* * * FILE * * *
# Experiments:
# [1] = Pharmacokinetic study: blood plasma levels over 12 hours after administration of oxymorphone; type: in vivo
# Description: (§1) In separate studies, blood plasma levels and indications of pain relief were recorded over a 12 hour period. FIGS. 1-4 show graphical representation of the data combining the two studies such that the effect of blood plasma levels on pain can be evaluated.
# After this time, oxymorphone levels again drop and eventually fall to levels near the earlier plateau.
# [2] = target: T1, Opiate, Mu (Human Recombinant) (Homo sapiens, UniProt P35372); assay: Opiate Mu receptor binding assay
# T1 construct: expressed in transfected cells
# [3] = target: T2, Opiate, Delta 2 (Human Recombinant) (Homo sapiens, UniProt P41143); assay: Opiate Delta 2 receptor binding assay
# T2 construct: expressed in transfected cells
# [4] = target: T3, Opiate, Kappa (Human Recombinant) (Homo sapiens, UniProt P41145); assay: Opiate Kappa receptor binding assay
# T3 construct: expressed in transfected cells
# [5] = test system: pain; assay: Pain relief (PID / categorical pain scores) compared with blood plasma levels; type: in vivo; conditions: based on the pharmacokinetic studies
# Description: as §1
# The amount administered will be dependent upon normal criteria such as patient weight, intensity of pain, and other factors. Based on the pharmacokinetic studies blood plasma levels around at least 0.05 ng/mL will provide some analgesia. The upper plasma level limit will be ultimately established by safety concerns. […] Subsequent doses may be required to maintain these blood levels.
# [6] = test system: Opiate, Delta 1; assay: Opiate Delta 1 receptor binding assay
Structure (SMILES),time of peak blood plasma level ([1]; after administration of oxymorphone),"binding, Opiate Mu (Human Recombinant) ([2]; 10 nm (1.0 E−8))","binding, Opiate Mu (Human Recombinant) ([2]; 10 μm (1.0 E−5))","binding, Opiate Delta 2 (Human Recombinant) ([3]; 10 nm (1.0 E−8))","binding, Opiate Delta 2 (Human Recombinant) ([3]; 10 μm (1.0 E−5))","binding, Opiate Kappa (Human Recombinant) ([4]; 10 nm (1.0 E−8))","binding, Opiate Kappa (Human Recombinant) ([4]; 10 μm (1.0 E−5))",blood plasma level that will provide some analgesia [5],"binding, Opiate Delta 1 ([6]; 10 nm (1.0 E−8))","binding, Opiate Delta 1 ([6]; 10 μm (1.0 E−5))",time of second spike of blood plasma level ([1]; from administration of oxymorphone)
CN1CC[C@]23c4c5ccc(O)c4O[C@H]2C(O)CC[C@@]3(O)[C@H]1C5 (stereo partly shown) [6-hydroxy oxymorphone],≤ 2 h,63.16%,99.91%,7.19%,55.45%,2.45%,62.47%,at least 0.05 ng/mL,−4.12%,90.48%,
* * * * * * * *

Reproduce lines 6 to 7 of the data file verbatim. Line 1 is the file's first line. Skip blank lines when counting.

# T1 construct: expressed in transfected cells
# [3] = target: T2, Opiate, Delta 2 (Human Recombinant) (Homo sapiens, UniProt P41143); assay: Opiate Delta 2 receptor binding assay